Memory flights – sometimes you just know

Every pilot has what I call “memory” flights; flights which were remarkable, special. Flights which, over a lifetime of aviating, plot the unique course of who we are as pilots. Often they are our firsts: first solo, first flights with family; perhaps our first emergency. Sometimes they are remarkable because of the aircraft, or the setting, or the weather.

The thing about these “memory” flights is that often we don’t know we’re experiencing them, that they’re shaping us, until we reminisce some time later. As Steve Jobs observed, you can only join the dots looking backwards. You don’t always have to look back, though. Sometimes you just know that you are flying one of those “memory” flights.

Extra on grass
This airplane was made for one purpose.

I had travelled to the Cambridge Aero Club to try a course of aerobatics to see if I could get the wonder of looking up at the ground to overcome my feeble stomach. I knew from my previous experience of rolling upside down that I was going to find the course physically uncomfortable. At the same time, I had a feeling that if I could somehow overcome the apprehension, the wooziness, the clammy hands, the dry mouth that the reward might just be worth it.

And that’s how I found myself strapped into the front seat of the fastest, most powerful machine I had ever flown, climbing over the spires of Cambridge at an angle that left me speechless.

I had seen pictures of Extra 200s, but had never been up close to one until the morning of this flight. It is a compact little machine, about the same length as the Luscombe I fly, but ten feet narrower. It sits low to the ground and, although it is purposeful-looking, it manages also to be pretty at the same time – like a dancer: elegant but muscular. That elegance was now whisking me across the sky like no aeroplane before.

Cambridge disappeared swiftly behind and we were still climbing with ease. It was a beautiful, bright May morning; a perfect day for wandering around in an aeroplane. It wasn’t ideal for putting the Extra through any sort of paces, though. We levelled out at about 2500 feet, but for safety, we needed to be a couple of thousand feet higher. A dense layer of cumulus lay scattered above us, chinks of aquamarine tempting us through to play. It was a sky full of what my instructor called “suckers gaps” – holes in the cloud just big enough to lure you up on top but are just as likely to close behind you.

As we cruised around looking for a gap big enough to play in, Anthony handed cover control. “Okay, I have control,” I replied as I placed my hand on the stick. Whoa! Even the slightest touch on the stick sent the Extra nosing around the sky. Anthony made knowing noises behind me: “The very lightest of touches is all you need.”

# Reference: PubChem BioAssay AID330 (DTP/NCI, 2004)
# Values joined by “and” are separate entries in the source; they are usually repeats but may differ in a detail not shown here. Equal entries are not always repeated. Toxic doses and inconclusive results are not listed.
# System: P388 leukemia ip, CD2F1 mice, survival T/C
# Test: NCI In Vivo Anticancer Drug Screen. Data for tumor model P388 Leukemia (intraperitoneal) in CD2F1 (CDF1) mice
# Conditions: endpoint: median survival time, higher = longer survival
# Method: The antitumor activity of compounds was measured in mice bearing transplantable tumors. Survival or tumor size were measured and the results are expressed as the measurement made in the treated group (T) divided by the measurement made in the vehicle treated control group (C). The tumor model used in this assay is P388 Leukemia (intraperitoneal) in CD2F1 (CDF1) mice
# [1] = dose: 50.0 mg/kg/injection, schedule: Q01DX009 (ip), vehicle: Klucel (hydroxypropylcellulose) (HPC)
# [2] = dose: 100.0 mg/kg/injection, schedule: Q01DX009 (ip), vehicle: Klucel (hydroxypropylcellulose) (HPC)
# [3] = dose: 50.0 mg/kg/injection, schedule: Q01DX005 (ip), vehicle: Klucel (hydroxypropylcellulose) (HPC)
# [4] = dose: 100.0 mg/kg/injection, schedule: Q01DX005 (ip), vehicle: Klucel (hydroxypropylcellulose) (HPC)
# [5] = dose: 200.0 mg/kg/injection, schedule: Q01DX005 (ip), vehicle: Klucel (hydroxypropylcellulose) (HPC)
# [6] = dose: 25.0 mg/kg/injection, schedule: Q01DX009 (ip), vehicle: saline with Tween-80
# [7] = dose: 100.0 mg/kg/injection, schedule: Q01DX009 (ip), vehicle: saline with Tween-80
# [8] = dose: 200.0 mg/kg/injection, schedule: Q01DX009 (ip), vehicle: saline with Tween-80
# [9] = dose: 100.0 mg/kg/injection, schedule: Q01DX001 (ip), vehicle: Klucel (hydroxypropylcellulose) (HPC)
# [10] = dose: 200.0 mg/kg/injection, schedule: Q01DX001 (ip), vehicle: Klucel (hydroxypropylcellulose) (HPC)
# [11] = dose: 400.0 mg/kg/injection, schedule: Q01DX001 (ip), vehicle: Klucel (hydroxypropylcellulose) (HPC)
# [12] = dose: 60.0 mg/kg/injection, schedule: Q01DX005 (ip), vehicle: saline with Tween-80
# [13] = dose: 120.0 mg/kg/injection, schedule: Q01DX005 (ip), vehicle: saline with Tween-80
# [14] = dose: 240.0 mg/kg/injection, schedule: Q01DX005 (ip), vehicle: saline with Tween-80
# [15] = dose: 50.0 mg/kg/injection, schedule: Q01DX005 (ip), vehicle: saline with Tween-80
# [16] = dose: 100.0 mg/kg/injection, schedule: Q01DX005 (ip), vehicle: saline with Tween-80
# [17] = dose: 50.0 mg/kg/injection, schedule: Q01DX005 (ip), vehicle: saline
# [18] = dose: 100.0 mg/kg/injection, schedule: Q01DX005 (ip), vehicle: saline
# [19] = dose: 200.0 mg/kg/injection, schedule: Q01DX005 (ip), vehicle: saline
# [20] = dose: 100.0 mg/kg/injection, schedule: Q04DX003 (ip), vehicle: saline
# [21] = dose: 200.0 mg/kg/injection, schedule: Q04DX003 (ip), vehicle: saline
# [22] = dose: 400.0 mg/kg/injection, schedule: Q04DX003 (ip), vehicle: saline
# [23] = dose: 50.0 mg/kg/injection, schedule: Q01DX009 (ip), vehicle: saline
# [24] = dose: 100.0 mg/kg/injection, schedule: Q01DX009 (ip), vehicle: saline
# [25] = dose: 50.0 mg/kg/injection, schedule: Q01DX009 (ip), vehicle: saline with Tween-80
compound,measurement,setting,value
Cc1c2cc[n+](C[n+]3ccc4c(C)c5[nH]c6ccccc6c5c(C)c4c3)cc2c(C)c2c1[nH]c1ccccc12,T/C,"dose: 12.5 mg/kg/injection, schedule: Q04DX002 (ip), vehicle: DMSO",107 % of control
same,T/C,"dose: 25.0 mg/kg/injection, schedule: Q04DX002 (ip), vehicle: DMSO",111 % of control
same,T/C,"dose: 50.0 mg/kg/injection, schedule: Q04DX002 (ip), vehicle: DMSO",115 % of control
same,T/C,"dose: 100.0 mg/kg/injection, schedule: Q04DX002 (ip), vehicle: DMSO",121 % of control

I was clearly not the first to have been surprised by the responsiveness of this machine. In our early training as pilots, our instructors spend a good deal of time encouraging us to loosen our grip on the controls. Aeroplanes know how to fly, all they need is our thumb and forefinger to guide them. I suspect even a thumb and forefinger is too much for the Extra. The movement of my thoughts from brain to fingers seemed to be enough for this aeroplane. It just seems to know where you want to go. It didn’t take long to get the basic feel for “mind control” machine – and I liked it, I really liked it.

As a student, you sit up front in the Extra. The engine cowling falls away from your sightline and sitting so far forward, there’s not a lot of wing in your peripheral vision. It has a one-piece canopy and, with no window frame interrupting your view, you are basically flying around with a head full of sky in every direction – when you’re upright.

With almost nothing appearing to be between you and the sky and the aeroplane’s mind controls, the Extra really did feel like a magic carpet in the sky. I wondered how I could ever go back to the Luscombe. I wondered whose thoughts were controlling who? Was I controlling the Extra or did the Extra now have a grip on me?

We found a gap.

It wasn’t big enough to climb through, but it was big enough to climb up to play in. We started some basic handling. We started with climbing and descending, practicing steep turns and avoiding the soft walls of cumulus that rose magnificently above us. Watching the cloud arc past our wings, blue to the right, the lush Cambridgeshire fields off the tip of our left wing.

Aerobatics
Looking up at the ground – now this is fun.